I remember a very thin man, deep sunken eyes, who seemed to be slipping away with each passing moment. I remember asking his family to leave the room. Then I crawled up into his bed, got three inches from his face, and told him this is not how it has to end.
His life was NOT spent.
His life was NOT worthless.
His life was valuable, and above all he was loved, by his family and by God. And though circumstance, and life, and his past, and his present, and religion, and his condition wanted to suggest that there was nothing left to salvage, the truth was that he was loved.
And a life that is loved, is a life that is worth living.
Bruce has been sober for over two years now. At one point, he had to walk around with a cane. In the last month I witnessed him carry heavy furniture down a steep flight of steps to help set up new children’s ministry classes. At one point, he was not able to do simple math, and on this trip I witnessed him outline and deliver two lessons to our children’s ministry. At one point, he was not able to do simple things, and now he is in transit flying home from an international destination.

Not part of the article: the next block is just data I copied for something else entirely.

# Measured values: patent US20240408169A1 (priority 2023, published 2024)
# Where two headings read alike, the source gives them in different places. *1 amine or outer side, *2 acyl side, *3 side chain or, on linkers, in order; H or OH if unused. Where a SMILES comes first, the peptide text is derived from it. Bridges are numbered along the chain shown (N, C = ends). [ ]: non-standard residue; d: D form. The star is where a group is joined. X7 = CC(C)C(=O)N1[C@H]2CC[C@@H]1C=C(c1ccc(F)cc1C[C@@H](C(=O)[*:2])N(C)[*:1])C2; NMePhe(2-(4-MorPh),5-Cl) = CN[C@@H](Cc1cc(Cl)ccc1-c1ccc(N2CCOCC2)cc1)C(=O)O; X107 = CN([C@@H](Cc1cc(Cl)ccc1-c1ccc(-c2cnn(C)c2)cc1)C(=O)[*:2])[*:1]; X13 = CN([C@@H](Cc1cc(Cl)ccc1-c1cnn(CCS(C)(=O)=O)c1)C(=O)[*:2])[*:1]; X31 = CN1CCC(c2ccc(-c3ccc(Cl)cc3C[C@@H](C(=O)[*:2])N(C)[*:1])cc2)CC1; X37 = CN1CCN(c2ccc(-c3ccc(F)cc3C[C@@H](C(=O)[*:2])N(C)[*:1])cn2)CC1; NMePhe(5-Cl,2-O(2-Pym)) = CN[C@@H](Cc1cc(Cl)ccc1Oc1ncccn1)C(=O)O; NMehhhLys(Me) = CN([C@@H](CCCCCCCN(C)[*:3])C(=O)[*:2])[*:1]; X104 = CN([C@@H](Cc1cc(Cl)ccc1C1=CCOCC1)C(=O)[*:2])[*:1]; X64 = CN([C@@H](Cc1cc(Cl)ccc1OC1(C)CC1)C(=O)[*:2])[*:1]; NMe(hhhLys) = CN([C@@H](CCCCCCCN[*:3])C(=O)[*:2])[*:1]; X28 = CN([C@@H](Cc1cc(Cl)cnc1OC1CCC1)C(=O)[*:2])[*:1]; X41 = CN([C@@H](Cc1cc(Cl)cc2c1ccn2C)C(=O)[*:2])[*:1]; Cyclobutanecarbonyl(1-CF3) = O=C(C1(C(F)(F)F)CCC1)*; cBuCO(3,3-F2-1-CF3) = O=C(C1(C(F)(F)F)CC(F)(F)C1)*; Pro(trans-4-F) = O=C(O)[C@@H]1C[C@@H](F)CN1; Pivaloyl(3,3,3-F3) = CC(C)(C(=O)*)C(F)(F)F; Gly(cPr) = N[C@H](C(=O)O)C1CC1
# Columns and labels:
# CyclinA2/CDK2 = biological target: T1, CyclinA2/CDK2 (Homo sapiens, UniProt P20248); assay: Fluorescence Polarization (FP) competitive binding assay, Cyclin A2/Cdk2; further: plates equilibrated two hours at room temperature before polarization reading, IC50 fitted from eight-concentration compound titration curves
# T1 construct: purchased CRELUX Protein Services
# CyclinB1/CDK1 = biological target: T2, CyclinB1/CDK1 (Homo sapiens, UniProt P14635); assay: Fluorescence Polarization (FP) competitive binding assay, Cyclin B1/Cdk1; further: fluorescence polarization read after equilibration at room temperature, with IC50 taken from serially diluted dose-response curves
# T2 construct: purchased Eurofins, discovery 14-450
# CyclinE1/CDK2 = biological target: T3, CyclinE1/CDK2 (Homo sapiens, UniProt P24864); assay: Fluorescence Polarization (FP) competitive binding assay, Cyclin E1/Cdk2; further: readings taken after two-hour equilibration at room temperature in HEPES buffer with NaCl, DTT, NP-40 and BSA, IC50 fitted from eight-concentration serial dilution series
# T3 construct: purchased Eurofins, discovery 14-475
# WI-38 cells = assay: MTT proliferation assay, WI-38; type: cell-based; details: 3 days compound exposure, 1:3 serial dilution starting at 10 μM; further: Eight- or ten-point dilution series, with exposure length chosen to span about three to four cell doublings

Bruce is a hero, battle-tested on the fields of life, and almost left for dead by all but his loving and dedicated family.
I’ll always remember crawling up into his hospital bed to tell him there was more to life. But now, and far more vibrantly, I’ll always remember him crawling up into our life for a month to show us how true that really was.
Thank you, Bruce. Your life has enriched ours.
“No man is useless who has a friend, and if we are loved we are indispensable.” ~ Robert L. Stevenson